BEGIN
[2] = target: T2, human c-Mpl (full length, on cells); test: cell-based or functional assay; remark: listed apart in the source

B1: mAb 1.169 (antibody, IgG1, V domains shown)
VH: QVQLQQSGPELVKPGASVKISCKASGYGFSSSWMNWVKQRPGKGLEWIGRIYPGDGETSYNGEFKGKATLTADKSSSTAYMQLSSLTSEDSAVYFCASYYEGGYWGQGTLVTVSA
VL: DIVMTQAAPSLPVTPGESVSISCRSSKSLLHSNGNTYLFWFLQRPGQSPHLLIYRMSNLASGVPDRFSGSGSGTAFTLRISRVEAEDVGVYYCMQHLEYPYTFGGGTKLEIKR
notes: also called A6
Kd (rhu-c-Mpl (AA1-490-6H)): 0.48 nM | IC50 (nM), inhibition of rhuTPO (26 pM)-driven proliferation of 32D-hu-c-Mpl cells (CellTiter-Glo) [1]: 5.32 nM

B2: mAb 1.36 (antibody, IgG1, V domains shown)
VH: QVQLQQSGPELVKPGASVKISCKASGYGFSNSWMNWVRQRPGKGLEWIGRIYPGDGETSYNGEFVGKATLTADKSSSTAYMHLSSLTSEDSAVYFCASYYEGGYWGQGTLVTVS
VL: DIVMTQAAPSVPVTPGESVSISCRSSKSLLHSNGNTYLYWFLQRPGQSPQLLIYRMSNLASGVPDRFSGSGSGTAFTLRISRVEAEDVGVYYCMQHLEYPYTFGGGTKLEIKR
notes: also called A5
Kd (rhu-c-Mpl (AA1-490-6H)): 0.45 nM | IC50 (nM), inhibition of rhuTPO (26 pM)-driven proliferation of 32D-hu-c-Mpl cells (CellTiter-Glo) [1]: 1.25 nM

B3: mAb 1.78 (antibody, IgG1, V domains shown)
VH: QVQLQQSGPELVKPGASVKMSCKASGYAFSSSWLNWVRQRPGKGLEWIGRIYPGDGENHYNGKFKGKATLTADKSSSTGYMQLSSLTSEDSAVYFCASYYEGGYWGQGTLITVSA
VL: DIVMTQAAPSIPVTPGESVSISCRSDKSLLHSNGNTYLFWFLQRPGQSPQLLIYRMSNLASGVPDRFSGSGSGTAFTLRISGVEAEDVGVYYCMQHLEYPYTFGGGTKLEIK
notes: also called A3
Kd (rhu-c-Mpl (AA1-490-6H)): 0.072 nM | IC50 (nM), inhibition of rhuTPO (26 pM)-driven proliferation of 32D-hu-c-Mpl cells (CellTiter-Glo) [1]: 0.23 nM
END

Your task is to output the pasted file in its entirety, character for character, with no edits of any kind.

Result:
[2] = target: T2, human c-Mpl (full length, on cells); test: cell-based or functional assay; remark: listed apart in the source

B1: mAb 1.169 (antibody, IgG1, V domains shown)
VH: QVQLQQSGPELVKPGASVKISCKASGYGFSSSWMNWVKQRPGKGLEWIGRIYPGDGETSYNGEFKGKATLTADKSSSTAYMQLSSLTSEDSAVYFCASYYEGGYWGQGTLVTVSA
VL: DIVMTQAAPSLPVTPGESVSISCRSSKSLLHSNGNTYLFWFLQRPGQSPHLLIYRMSNLASGVPDRFSGSGSGTAFTLRISRVEAEDVGVYYCMQHLEYPYTFGGGTKLEIKR
notes: also called A6
Kd (rhu-c-Mpl (AA1-490-6H)): 0.48 nM | IC50 (nM), inhibition of rhuTPO (26 pM)-driven proliferation of 32D-hu-c-Mpl cells (CellTiter-Glo) [1]: 5.32 nM

B2: mAb 1.36 (antibody, IgG1, V domains shown)
VH: QVQLQQSGPELVKPGASVKISCKASGYGFSNSWMNWVRQRPGKGLEWIGRIYPGDGETSYNGEFVGKATLTADKSSSTAYMHLSSLTSEDSAVYFCASYYEGGYWGQGTLVTVS
VL: DIVMTQAAPSVPVTPGESVSISCRSSKSLLHSNGNTYLYWFLQRPGQSPQLLIYRMSNLASGVPDRFSGSGSGTAFTLRISRVEAEDVGVYYCMQHLEYPYTFGGGTKLEIKR
notes: also called A5
Kd (rhu-c-Mpl (AA1-490-6H)): 0.45 nM | IC50 (nM), inhibition of rhuTPO (26 pM)-driven proliferation of 32D-hu-c-Mpl cells (CellTiter-Glo) [1]: 1.25 nM

B3: mAb 1.78 (antibody, IgG1, V domains shown)
VH: QVQLQQSGPELVKPGASVKMSCKASGYAFSSSWLNWVRQRPGKGLEWIGRIYPGDGENHYNGKFKGKATLTADKSSSTGYMQLSSLTSEDSAVYFCASYYEGGYWGQGTLITVSA
VL: DIVMTQAAPSIPVTPGESVSISCRSDKSLLHSNGNTYLFWFLQRPGQSPQLLIYRMSNLASGVPDRFSGSGSGTAFTLRISGVEAEDVGVYYCMQHLEYPYTFGGGTKLEIK
notes: also called A3
Kd (rhu-c-Mpl (AA1-490-6H)): 0.072 nM | IC50 (nM), inhibition of rhuTPO (26 pM)-driven proliferation of 32D-hu-c-Mpl cells (CellTiter-Glo) [1]: 0.23 nM